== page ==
Gigantism: Growth Hormone and Insulin-like Growth Factor

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gigantism is known to be caused by a tumour of the pituitary gland, a gland located at the base of the brain from where it releases hormones that regulate several functions of the body – one being growth. Pituitary tumours can cause tissues to grow abnormally resulting in certain changes in facial appearance, enlarged hands and feet, headache and sweating – eyesight too can be affected; this condition is called acromegaly. If someone has excess growth hormone, they become excessively tall and become an acromegalic giant. About one in 20 people will have an abnormality in their pituitary gland and based on some recent demographic studies, about one in 1,000 people probably have a symptomatic pituitary adenoma.

The disease gigantism and hypertrophy (Abnormal enlargement of a body part or organ) are of the cases (Acromegaly) of the rare cases that occur due to excessive secretion of growth hormone from the pituitary gland. Cases of inflation occurs because of an injury pituitary tumour benign (Not dangerous to health; not recurrent or progressive especially of a tumour) leads to an abnormal swelling of the hands, feet and jaw bones, especially the lower jaw and the bones of the skull.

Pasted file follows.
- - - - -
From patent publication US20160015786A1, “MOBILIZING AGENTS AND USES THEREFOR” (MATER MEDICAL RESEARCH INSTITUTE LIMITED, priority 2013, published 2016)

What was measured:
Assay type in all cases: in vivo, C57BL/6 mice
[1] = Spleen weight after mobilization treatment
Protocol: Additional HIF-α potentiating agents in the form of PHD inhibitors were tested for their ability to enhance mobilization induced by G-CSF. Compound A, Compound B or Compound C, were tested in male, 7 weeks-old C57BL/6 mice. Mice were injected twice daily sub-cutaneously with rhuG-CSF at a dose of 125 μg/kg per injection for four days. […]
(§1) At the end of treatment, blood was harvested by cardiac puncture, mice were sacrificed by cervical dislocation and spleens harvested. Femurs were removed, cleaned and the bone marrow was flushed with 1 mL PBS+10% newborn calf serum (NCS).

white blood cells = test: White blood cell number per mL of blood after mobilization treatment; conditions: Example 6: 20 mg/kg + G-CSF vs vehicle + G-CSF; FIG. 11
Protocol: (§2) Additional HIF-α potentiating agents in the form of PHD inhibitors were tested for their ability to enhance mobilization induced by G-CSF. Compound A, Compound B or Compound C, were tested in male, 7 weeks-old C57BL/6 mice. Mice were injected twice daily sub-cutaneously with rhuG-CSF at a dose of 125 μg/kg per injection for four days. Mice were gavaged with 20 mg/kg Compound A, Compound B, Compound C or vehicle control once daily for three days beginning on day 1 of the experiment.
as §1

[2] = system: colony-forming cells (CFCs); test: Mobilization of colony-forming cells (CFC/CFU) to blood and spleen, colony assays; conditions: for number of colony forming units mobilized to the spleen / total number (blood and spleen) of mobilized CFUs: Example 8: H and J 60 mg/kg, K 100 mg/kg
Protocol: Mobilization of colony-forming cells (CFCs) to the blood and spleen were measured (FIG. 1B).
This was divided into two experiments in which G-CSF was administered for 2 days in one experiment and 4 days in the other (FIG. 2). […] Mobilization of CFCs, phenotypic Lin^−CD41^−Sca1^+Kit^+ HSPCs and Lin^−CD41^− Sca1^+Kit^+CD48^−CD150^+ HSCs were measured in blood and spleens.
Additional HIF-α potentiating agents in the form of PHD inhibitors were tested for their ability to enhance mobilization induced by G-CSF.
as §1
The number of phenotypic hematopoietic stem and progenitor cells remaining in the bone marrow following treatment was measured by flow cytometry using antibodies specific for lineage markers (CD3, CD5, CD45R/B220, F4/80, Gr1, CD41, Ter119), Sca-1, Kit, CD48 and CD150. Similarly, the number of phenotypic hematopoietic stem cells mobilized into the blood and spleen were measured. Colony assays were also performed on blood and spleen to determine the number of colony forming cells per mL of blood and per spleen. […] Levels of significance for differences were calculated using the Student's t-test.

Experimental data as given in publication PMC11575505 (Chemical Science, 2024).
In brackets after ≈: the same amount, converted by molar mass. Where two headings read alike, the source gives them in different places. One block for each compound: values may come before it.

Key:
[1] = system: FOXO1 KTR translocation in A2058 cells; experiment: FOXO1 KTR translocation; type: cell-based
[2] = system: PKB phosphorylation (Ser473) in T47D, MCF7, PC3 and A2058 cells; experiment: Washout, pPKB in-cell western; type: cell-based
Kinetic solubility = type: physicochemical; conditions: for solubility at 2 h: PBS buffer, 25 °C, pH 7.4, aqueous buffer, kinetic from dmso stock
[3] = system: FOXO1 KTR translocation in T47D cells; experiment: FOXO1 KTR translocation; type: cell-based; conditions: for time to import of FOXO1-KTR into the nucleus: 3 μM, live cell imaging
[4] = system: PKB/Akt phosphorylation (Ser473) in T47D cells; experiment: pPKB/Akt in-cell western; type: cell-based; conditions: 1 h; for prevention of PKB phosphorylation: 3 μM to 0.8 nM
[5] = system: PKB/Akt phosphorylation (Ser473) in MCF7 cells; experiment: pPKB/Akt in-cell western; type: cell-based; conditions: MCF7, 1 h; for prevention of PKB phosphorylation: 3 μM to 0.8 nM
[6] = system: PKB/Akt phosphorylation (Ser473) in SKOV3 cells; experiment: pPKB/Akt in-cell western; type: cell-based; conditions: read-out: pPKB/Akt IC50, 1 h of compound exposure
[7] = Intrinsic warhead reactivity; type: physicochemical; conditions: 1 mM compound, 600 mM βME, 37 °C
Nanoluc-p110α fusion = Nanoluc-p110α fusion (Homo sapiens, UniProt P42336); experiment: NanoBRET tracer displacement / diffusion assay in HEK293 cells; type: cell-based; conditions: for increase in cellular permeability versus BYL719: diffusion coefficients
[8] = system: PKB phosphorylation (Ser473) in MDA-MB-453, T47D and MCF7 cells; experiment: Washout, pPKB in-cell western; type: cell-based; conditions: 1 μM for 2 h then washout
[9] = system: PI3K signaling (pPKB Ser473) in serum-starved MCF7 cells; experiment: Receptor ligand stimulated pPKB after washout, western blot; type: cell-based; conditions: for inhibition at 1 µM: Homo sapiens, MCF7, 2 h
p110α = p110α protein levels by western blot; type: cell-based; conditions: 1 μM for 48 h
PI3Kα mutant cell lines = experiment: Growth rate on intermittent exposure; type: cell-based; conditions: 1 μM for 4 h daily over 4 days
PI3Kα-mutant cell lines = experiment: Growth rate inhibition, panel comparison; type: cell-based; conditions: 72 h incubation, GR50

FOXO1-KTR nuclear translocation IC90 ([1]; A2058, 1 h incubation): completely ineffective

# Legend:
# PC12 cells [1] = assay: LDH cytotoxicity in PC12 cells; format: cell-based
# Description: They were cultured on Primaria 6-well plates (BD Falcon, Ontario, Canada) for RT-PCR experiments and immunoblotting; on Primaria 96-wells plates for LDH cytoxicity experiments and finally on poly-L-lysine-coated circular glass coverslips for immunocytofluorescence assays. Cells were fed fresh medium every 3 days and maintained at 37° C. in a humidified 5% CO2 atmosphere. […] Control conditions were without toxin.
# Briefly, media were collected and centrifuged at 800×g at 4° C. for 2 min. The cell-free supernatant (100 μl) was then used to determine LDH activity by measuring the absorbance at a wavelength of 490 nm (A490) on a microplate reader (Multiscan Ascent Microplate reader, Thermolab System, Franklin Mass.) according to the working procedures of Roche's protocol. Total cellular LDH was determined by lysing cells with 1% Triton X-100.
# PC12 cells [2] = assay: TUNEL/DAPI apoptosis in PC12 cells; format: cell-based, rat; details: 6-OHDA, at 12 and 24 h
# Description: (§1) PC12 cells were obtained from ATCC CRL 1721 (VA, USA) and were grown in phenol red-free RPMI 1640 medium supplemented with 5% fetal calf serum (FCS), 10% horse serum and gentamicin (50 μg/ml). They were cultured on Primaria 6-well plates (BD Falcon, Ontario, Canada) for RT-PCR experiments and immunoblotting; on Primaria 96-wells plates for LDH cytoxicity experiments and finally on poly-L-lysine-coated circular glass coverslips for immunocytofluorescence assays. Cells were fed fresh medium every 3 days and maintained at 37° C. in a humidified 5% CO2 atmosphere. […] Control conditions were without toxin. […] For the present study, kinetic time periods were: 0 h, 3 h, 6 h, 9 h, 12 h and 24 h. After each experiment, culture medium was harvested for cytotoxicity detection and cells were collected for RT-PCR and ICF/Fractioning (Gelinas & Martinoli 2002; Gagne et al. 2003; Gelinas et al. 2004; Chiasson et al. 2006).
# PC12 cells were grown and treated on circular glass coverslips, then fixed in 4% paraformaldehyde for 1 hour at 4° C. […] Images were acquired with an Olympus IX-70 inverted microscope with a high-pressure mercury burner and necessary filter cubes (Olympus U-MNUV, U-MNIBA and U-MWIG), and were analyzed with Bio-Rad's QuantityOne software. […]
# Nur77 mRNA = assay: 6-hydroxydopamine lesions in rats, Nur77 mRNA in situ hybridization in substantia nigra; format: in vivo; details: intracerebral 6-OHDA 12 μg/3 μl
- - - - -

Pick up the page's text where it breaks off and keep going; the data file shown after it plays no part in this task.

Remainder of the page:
In very rare cases of this tumour appears in children under the age of ten, causing an increase in the growth of the body in a comprehensive manner. The disease known as gigantism (GIGANTISM), and the children's bodies grow with this condition to an enormous degree, where the length of the child could reach them to about two meters and a half meter.

Due to inflation of the internal organs in proportion to the excessive growth of the body in the cases of hypertrophy of gigantism, this might lead to complications of infection include diabetes, high blood pressure, heart disease, arthritis and polyps (growths) of the colon. In case of increase in pituitary tumour size, it may put pressure on the nerves of the eye leading to loss of sight and of injury.

Sandy Allen—the...
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